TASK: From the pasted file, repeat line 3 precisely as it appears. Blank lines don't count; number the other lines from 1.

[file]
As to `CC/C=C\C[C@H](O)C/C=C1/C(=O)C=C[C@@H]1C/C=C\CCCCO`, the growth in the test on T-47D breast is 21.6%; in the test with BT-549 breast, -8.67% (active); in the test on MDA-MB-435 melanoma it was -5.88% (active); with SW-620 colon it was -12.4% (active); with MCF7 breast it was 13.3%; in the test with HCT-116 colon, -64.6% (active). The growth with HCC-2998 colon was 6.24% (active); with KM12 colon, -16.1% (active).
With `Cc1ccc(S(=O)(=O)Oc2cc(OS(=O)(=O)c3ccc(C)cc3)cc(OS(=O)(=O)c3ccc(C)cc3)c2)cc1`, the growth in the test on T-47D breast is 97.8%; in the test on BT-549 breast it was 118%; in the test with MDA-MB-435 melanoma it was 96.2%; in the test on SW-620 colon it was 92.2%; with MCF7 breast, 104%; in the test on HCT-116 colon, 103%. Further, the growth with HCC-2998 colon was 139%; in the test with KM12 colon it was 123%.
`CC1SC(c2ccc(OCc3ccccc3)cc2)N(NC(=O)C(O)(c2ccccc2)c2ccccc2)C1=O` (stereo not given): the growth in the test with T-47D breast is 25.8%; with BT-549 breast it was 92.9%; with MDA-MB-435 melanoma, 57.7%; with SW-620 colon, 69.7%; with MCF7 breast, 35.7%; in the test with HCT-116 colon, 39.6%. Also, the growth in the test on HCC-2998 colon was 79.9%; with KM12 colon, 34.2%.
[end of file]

`CC1SC(c2ccc(OCc3ccccc3)cc2)N(NC(=O)C(O)(c2ccccc2)c2ccccc2)C1=O` (stereo not given): the growth in the test with T-47D breast is 25.8%; with BT-549 breast it was 92.9%; with MDA-MB-435 melanoma, 57.7%; with SW-620 colon, 69.7%; with MCF7 breast, 35.7%; in the test with HCT-116 colon, 39.6%. Also, the growth in the test on HCC-2998 colon was 79.9%; with KM12 colon, 34.2%.